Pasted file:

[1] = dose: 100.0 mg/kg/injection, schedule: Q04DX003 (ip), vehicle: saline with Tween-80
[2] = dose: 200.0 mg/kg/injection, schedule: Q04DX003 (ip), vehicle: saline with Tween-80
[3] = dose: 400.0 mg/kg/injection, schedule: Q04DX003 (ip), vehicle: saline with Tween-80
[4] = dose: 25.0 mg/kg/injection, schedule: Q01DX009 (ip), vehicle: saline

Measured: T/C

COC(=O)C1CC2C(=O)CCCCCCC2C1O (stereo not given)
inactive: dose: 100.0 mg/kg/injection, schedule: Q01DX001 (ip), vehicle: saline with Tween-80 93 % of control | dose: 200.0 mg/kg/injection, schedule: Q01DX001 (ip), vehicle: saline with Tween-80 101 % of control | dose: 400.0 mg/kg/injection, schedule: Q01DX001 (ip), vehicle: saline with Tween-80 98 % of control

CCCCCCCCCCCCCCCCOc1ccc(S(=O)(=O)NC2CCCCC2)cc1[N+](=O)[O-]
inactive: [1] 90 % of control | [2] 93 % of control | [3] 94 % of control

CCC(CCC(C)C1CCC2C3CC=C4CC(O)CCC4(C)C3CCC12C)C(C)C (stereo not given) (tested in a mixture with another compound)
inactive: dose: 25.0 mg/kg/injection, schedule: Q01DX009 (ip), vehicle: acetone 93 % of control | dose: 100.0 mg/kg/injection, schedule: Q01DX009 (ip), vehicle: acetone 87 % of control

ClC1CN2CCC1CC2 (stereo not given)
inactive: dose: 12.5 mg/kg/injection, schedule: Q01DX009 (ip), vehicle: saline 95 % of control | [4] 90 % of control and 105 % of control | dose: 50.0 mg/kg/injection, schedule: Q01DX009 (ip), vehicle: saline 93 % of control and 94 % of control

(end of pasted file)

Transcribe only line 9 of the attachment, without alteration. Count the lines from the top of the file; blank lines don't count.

inactive: [1] 90 % of control | [2] 93 % of control | [3] 94 % of control